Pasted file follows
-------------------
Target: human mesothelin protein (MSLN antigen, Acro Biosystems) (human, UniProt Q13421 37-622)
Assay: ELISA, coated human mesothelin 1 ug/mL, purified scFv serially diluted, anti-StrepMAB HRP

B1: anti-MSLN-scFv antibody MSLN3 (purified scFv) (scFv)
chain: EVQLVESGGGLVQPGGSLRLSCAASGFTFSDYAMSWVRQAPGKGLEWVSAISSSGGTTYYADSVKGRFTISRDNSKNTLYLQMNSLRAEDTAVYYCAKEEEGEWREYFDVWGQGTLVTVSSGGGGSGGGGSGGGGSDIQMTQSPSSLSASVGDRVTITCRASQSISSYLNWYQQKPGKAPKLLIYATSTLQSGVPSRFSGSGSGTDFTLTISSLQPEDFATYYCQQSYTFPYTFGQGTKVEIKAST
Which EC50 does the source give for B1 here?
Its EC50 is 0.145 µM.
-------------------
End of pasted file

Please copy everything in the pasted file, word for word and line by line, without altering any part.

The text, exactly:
Target: human mesothelin protein (MSLN antigen, Acro Biosystems) (human, UniProt Q13421 37-622)
Assay: ELISA, coated human mesothelin 1 ug/mL, purified scFv serially diluted, anti-StrepMAB HRP

B1: anti-MSLN-scFv antibody MSLN3 (purified scFv) (scFv)
chain: EVQLVESGGGLVQPGGSLRLSCAASGFTFSDYAMSWVRQAPGKGLEWVSAISSSGGTTYYADSVKGRFTISRDNSKNTLYLQMNSLRAEDTAVYYCAKEEEGEWREYFDVWGQGTLVTVSSGGGGSGGGGSGGGGSDIQMTQSPSSLSASVGDRVTITCRASQSISSYLNWYQQKPGKAPKLLIYATSTLQSGVPSRFSGSGSGTDFTLTISSLQPEDFATYYCQQSYTFPYTFGQGTKVEIKAST
Which EC50 does the source give for B1 here?
Its EC50 is 0.145 µM.